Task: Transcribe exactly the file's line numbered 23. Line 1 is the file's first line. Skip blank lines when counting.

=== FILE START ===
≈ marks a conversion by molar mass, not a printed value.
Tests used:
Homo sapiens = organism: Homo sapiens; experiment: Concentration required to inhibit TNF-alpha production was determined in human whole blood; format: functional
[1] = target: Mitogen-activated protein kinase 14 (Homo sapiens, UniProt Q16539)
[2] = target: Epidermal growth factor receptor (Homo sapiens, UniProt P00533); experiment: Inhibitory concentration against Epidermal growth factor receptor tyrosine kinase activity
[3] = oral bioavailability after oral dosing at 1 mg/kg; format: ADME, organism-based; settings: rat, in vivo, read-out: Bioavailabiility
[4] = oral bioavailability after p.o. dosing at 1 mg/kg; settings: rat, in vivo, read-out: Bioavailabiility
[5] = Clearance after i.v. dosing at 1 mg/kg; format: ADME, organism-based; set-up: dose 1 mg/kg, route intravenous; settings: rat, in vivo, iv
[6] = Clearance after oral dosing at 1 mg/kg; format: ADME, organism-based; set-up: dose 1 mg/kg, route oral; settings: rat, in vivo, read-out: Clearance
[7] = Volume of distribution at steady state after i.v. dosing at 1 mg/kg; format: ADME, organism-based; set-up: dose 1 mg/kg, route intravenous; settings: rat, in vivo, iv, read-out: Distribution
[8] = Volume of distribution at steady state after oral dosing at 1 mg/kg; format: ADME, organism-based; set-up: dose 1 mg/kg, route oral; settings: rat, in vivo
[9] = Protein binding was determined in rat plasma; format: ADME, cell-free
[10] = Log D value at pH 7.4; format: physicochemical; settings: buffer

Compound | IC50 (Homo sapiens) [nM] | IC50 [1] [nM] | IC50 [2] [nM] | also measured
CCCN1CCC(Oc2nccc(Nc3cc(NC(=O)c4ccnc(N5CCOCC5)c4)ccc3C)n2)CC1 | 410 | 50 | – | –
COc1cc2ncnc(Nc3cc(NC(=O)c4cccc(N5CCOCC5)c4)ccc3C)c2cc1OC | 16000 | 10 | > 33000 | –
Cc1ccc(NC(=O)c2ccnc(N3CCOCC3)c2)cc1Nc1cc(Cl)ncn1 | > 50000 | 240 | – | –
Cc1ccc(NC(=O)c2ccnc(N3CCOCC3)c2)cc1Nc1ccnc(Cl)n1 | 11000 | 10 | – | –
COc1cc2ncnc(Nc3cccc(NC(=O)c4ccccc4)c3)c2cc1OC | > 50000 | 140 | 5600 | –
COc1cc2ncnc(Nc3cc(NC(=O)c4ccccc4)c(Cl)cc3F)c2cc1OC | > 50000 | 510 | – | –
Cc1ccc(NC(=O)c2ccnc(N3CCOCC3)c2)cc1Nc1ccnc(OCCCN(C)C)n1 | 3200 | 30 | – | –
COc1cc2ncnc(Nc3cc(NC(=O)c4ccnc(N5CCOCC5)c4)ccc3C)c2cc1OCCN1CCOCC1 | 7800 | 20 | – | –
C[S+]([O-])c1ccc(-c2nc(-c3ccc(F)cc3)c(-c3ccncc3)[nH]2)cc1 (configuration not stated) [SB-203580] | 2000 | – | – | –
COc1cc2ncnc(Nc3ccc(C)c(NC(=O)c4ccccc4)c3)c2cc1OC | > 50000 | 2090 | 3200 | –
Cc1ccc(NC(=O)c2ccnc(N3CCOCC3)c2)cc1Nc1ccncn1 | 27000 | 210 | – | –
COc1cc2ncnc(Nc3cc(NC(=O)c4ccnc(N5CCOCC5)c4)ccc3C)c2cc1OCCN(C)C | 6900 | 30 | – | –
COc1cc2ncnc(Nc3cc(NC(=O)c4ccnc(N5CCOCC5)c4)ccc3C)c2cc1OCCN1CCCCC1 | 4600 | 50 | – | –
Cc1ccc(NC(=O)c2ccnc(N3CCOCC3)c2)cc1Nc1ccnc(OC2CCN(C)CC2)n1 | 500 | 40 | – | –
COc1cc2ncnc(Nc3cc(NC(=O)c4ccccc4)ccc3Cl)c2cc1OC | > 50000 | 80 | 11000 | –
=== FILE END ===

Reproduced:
C[S+]([O-])c1ccc(-c2nc(-c3ccc(F)cc3)c(-c3ccncc3)[nH]2)cc1 (configuration not stated) [SB-203580] | 2000 | – | – | –